The art of collaborating
9 Oct 2018
Whether it’s Louis Vuitton and the Chapman brothers or Damien Hirst and Converse, brand and artist collaborations are becoming the new norm. In the US, brands will spend more than $1bn on cultural sponsorship this year and a large chunk of this will be based around artistic partnerships. This could involve a brand creating special artwork for a product, doing a mural advertising campaign, or even championing new artists.
Brands collaborating with artists can gain credibility with customers, make a political statement and, ultimately, become a part of art history. We’ve taken a look at five ways brands can ensure artist collaborations are an enduring success.
Before browsing through the portfolios of emerging artists or hiring an art consultant, brands need to identify exactly why they want to collaborate with an artist and what they can expect from it. There are countless forms of collaboration and picking the right one is only possible if brands know their end goals. Do you want to make your brand more known among a younger audience or within artistic circles? If this is the case then developing a product with an artist who is praised by millennials is probably a better idea than sponsoring the Venice Biennale. Gucci’s partnership with Trevor Andrew to design a streetwear collection is a great example of how an established brand can win the hearts of younger customers, with these collaborations giving it an instant bond with the respective artist’s Instagram followers.
Have clear, consistent messaging
One of the biggest risks for a brand and artist collaboration is to be misunderstood by your audience. This is what happened to Louis Vuitton when the brand launched Masters in 2017, a capsule collection in collaboration with Jeff Koons, with controversy starting way before the collection even hit Louis Vuitton’s stores. Koons revisited famous Louis Vuitton bags, luggage and accessories by printing reproductions of some of the most famous paintings of artists such as Van Gogh, Da Vinci and Rubens. But the meaning of the collaboration was lost on followers of the brand, who expressed confusion over the aesthetics of the bags. Were they genuinely fresh takes on masterpieces or items that would be better suited to touristy gift shops? Was Jeff Koons trying to question mass tourism in cultural institutions, or did he just want to make this collaboration a commercial success by featuring mainstream paintings? The fact we’re asking so many questions is a great indicator of why the collaboration failed; you must have clear, consistent brand messaging if an artist collaboration is to bare fruit.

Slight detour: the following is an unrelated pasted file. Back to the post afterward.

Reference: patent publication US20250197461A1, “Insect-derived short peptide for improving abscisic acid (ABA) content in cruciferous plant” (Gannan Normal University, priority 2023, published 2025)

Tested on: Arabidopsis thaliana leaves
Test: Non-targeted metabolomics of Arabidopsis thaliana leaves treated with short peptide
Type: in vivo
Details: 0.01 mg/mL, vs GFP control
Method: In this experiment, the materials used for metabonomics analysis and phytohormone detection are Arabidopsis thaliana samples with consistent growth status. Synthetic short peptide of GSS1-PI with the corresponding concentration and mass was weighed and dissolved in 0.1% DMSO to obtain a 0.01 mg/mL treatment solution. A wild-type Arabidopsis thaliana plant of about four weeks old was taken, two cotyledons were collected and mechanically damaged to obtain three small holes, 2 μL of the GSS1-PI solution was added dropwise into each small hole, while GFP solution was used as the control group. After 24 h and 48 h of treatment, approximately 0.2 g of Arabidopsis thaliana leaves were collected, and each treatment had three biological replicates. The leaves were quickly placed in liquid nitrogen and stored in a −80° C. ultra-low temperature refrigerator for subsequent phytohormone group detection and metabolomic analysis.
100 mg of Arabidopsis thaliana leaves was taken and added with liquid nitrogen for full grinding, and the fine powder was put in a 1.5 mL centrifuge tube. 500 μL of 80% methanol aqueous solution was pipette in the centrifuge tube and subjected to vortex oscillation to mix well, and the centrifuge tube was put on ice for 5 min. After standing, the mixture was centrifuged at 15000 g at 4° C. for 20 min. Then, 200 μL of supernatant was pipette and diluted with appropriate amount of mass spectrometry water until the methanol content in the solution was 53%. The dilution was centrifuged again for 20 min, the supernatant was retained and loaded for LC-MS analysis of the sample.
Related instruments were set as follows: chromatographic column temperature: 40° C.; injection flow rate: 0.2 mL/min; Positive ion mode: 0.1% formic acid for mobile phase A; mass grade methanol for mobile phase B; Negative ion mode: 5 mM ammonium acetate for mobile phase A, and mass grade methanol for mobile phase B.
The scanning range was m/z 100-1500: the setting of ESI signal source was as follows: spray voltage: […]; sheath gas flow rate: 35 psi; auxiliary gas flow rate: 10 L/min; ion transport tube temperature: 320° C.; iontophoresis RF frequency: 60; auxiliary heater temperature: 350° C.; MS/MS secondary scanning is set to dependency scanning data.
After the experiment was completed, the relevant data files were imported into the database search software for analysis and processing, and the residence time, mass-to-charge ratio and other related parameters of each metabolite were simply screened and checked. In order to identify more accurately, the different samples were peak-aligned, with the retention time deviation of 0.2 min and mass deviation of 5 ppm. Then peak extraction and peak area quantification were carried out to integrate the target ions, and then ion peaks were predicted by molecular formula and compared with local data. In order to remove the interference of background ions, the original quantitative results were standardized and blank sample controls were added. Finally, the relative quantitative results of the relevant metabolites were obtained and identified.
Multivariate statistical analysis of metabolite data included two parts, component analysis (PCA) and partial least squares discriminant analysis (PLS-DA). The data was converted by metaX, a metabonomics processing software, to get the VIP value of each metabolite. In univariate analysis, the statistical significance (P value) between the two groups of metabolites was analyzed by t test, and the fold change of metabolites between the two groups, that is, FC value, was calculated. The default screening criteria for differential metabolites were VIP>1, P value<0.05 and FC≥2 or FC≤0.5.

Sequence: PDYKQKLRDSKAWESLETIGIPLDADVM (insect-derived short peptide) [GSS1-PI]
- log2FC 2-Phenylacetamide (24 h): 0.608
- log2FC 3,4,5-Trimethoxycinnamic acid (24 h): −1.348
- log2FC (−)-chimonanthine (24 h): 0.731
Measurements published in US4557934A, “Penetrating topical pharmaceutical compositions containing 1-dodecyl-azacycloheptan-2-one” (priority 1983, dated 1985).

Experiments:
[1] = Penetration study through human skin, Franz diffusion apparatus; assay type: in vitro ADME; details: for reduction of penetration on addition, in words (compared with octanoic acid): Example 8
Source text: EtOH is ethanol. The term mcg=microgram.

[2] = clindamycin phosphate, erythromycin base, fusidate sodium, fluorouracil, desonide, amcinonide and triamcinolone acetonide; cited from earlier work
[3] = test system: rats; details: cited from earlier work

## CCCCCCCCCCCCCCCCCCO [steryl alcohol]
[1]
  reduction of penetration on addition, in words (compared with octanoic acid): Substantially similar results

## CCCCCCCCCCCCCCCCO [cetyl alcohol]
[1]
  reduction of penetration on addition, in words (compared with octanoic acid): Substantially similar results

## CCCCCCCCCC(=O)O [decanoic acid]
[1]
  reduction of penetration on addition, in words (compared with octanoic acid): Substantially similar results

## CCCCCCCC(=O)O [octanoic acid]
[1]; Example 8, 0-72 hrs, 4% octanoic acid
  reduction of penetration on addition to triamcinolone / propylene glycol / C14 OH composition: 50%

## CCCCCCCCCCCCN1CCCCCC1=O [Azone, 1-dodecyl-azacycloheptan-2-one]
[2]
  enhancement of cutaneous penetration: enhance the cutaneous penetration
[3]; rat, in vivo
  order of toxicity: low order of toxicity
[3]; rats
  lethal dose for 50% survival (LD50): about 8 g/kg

Make a long-lasting impact
Rather than creating limited edition products, brands can have a more long-lasting impact on the art world by helping emerging artists to find work. This could come through sponsoring exhibitions at museums or galleries, starting a fund to help young artists, or co-hosting shows to help them share their work with the public. French department store chain Galeries Lafayette’s Lafayette Anticipations foundation not only exhibits artwork by young artists but also offers them resources so they can create. A studio has been built inside the flagship store to welcome artists while they work on their upcoming shows.
Don’t cut corners
When brands and artists decide to work together on a short deadline, using existing artworks can sometimes be a more flexible option. But reproducing an artist’s work should be done with caution, and the artist’s full approval must be sought out. Earlier this year, H&M photographed models in front of a street art piece by REVOK for a marketing campaign, without asking the artist for permission. REVOK’s lawyer sent a cease and desist letter to H&M, requesting the posters to be removed. When H&M decided to sue the artist, all it gained was anger and isolation from the street art community, especially on social media. Therefore, it’s imperative not to cut corners and to do things as faithfully as possible. Communication with artists is everything.
Make art more accessible
Art comes to life in front of an audience, so why not help as many people as possible get access to it? Brands can sponsor museums, art centres and artistic events by offering their customers free access to shows, concerts and performances. This is exactly what Target did by funding hundreds of exhibitions and cultural events in locations such as New York’s Opera as well as the city’s Museo del Barrio museum. More than 100 institutions benefitted from this sponsorship program and were offered free or reduced entry. For a brand with a large audience who may not have easy access to art, democratising art is a powerful way to engage with customers and show you really care about the industry.